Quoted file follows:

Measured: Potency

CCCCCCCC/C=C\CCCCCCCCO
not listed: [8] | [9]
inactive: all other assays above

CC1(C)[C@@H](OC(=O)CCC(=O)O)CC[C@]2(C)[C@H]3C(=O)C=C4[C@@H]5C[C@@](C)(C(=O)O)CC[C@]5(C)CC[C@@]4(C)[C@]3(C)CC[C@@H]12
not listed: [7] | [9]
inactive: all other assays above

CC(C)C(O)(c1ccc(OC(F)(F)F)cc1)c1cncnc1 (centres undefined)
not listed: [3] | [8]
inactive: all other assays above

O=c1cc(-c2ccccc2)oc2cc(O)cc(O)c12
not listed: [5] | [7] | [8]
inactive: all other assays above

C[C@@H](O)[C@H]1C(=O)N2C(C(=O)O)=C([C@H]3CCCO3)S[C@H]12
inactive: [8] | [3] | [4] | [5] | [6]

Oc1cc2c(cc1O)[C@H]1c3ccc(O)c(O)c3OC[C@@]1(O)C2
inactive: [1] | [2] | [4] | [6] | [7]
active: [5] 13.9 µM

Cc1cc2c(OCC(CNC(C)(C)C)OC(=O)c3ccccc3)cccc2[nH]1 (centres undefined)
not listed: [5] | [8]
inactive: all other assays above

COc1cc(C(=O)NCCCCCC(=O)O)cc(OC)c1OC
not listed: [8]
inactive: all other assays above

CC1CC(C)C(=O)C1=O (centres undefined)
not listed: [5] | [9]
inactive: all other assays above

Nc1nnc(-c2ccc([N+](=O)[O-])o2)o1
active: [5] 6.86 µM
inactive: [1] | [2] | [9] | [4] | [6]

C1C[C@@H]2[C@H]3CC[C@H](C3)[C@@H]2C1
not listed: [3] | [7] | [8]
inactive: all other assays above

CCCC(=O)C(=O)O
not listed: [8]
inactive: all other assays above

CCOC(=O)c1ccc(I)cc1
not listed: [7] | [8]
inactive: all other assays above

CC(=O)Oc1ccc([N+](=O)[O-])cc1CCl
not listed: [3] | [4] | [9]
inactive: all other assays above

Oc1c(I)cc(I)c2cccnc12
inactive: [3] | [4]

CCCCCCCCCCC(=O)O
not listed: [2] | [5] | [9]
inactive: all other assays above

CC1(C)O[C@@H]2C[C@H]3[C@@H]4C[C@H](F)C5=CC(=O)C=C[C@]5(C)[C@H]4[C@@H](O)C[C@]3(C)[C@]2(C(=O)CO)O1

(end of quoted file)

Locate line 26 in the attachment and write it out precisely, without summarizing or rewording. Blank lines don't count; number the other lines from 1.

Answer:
not listed: [5] | [9]